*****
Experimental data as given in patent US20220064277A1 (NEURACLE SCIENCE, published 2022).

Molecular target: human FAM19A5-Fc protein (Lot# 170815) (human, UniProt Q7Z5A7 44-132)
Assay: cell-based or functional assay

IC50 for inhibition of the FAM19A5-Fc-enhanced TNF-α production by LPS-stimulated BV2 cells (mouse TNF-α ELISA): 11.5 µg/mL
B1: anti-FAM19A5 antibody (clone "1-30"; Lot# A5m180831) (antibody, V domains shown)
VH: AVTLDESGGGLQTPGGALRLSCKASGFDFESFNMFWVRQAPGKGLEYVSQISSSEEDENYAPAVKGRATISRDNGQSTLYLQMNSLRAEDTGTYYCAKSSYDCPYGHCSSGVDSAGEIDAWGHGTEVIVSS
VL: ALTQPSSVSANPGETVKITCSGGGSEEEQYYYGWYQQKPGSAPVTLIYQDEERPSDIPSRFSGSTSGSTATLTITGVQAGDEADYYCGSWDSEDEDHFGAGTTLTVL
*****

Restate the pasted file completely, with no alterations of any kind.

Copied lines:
Experimental data as given in patent US20220064277A1 (NEURACLE SCIENCE, published 2022).

Molecular target: human FAM19A5-Fc protein (Lot# 170815) (human, UniProt Q7Z5A7 44-132)
Assay: cell-based or functional assay

IC50 for inhibition of the FAM19A5-Fc-enhanced TNF-α production by LPS-stimulated BV2 cells (mouse TNF-α ELISA): 11.5 µg/mL
B1: anti-FAM19A5 antibody (clone "1-30"; Lot# A5m180831) (antibody, V domains shown)
VH: AVTLDESGGGLQTPGGALRLSCKASGFDFESFNMFWVRQAPGKGLEYVSQISSSEEDENYAPAVKGRATISRDNGQSTLYLQMNSLRAEDTGTYYCAKSSYDCPYGHCSSGVDSAGEIDAWGHGTEVIVSS
VL: ALTQPSSVSANPGETVKITCSGGGSEEEQYYYGWYQQKPGSAPVTLIYQDEERPSDIPSRFSGSTSGSTATLTITGVQAGDEADYYCGSWDSEDEDHFGAGTTLTVL